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Publication numberUS5585751 A
Publication typeGrant
Application numberUS 08/589,996
Publication dateDec 17, 1996
Filing dateJan 23, 1996
Priority dateJan 28, 1993
Fee statusPaid
Also published asDE69422531D1, DE69422531T2, EP0608867A1, EP0608867B1
Publication number08589996, 589996, US 5585751 A, US 5585751A, US-A-5585751, US5585751 A, US5585751A
InventorsHiroshi Iizuka
Original AssigneeSanyo Electric Co., Inc.
Export CitationBiBTeX, EndNote, RefMan
External Links: USPTO, USPTO Assignment, Espacenet
Frequency control circuit of FM modulator
US 5585751 A
Abstract
A frequency control circuit of an FM modulator with a small number of external parts and a low number of IC pins, including a non-linear D/A converter, a current generator circuit and an emitter-coupled multivibrator. The non-linear D/A converter for giving an analog optimum resistance value depending on digital frequency control signals includes a plurality of resistors weighted by Kn (1<K<2 and n is a sequential natural number). The current generator generates a current ΔI depending on the output resistance value of the non-linear D/A converter. An oscillating frequency of the multivibrator is determined in proportional to Io /4CFΔI (Io represents a current value of an operational current source, C represents a capacitance of a capacitor, R represents a resistance value of a resistor and ΔI represents a current flowing in the resistor). When the oscillating frequency is controlled depending on ΔI, a value of a frequency deviation can be changed almost linearly to readily carry out the control.
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Claims(22)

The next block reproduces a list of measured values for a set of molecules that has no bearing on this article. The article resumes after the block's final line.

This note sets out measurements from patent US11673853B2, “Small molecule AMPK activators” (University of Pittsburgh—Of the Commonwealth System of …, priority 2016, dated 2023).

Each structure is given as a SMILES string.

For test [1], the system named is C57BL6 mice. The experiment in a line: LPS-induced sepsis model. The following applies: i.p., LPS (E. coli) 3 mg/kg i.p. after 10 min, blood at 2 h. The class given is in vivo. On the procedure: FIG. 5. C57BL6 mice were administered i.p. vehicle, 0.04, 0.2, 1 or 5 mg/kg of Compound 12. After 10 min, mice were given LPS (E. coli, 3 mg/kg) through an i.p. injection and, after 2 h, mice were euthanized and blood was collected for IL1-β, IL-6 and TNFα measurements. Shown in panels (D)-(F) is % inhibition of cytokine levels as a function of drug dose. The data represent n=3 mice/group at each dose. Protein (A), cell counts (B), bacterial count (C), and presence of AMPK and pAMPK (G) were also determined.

What is claimed is:
1. A frequency control circuit of a frequency modulator, comprising:
(a) a non-linear digital-analog converter including a plurality of resisters, each resistor having a resistance substantially equal to a consecutive Kn multiple of a unit resistance, wherein K represents a positive real number and n represents a consecutive natural number for giving an analog resistance value depending on a digital frequency control;
(b) a current generator coupled to the non-linear digital-analog converter for generating a current ΔI depending on the resistance value of the non-linear digital-analog converter, wherein the current ΔI varies substantially in inverse proportion to changes in the analog resistance value; and
(c) an FM modulator for receiving an input signal having maximum amplitude and a minimum amplitude, the FM modulator having a voltage generating resistor Rb coupled to said current generator through which the current ΔI flows and a capacitance C, the FM modulator being responsive to the current ΔI from the current generator for generating an oscillating signal having an oscillating frequency substantially propositional to 1/CΔIRb and producing a frequency deviation in the oscillating signal from when an input signal-having a minimum amplitude is applied to when an input signal having a maximum amplitude is applied, wherein the frequency deviation varies as a voltage drop across the voltage generating resistor Rb and varies substantially linearly with changes in the digital frequency control.
2. The circuit of claim 1, wherein K is a real number satisfying 1<K<2.